Darkling I listen; and for many a time I have been half in love with easeful death, Called him soft names in many a mused rhyme, To take into the air my quiet breath; Now more than ever seems it rich to die, To cease upon the midnight with no pain... —John Keats 1795-1921
Dedicated to the memories of Emily Gilbert, Janaet Adkins and Virginia Harper
Forward My mother had ovarian cancer and she was dying—in her view, not fast enough. On a day I'll never forget I visited her and she made her wishes clear: "I've had a wonderful life, but now it's over, or it should be. I'm not afraid to die, but I am afraid of this illness, what it's doing to me . . . . There's never any relief from it now. Nothing but nausea and this pain . . . . There won't be any more chemotherapy. There's no treatment anymore. So what happens to me now? I know what happens. I'll die slowly . . . . I don't want that . . . . Who does it benefit if I die slowly? If it benefits my children I'd be willing. But it's not going to do you any good. It's not going to do Ed (my husband) any good. There's no point in a slow death, none. I've never liked doing things with no point. I've got to end this."
Introduction When my first wife could no longer bear the pain and deterioration of her body and the distressed quality of her life from cancer, she asked me to help her end her life. It was both a logical and a poignant request.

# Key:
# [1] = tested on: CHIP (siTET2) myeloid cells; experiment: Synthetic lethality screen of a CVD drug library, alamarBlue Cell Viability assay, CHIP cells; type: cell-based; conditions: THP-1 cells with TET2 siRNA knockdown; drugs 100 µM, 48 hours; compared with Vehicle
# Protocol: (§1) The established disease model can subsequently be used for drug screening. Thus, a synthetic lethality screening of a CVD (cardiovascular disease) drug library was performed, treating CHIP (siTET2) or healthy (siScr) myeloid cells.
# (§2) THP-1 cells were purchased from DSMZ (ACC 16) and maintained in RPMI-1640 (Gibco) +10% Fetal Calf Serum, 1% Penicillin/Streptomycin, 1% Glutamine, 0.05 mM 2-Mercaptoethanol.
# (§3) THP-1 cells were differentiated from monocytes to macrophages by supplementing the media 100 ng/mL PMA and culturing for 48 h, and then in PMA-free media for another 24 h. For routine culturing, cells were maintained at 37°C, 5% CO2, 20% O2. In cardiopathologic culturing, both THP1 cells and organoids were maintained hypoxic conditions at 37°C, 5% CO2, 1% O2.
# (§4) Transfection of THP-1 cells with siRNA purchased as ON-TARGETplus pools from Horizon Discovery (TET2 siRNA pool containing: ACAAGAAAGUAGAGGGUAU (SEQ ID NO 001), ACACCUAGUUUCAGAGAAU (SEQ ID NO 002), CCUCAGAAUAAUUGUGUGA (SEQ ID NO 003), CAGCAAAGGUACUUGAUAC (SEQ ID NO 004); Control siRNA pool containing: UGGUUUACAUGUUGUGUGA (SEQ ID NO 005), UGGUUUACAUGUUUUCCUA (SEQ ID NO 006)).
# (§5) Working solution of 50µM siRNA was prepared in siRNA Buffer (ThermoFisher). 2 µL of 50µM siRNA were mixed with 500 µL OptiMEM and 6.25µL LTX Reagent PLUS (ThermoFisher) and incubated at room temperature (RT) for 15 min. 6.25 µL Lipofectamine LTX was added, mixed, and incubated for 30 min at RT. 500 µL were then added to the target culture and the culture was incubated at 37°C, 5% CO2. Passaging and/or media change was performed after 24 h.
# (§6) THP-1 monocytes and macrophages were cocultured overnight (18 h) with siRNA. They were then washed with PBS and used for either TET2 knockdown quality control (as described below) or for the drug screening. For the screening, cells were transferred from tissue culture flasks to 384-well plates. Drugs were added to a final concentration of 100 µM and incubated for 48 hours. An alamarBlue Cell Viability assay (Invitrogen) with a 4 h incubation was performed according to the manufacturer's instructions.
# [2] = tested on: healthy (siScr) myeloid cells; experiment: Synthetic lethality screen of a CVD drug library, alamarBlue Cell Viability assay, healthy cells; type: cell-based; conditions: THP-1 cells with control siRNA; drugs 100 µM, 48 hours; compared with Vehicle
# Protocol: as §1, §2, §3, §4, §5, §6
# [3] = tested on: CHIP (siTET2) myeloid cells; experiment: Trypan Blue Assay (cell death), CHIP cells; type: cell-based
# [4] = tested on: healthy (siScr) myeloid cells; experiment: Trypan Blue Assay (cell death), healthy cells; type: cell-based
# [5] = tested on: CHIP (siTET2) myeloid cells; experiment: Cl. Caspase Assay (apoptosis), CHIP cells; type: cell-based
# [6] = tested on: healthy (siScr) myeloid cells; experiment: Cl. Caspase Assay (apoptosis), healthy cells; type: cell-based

Chapter One The Most Difficult Decision This is the scenario: you are terminally ill, all medical treatments acceptable to you have been exhausted, and the suffering in its different forms is unbearable. Because the illness is so serious, you recognize that your life is drawing to a close. Euthanasia comes to mind as a way of release.
The physician should be fully prepared, if necessary, to terminate with a parenteral muscle relaxant when death has failed to occur after 15 suppositories.
The phenomenal #1 New York Times bestseller that has the world talking--a practical guide for the terminally ill to dying with dignity through assisted suicide. Finally available in paperback, this considerate book is for mature adults who are considering the option of ending their lives because of unbearable pain or terminal illness.
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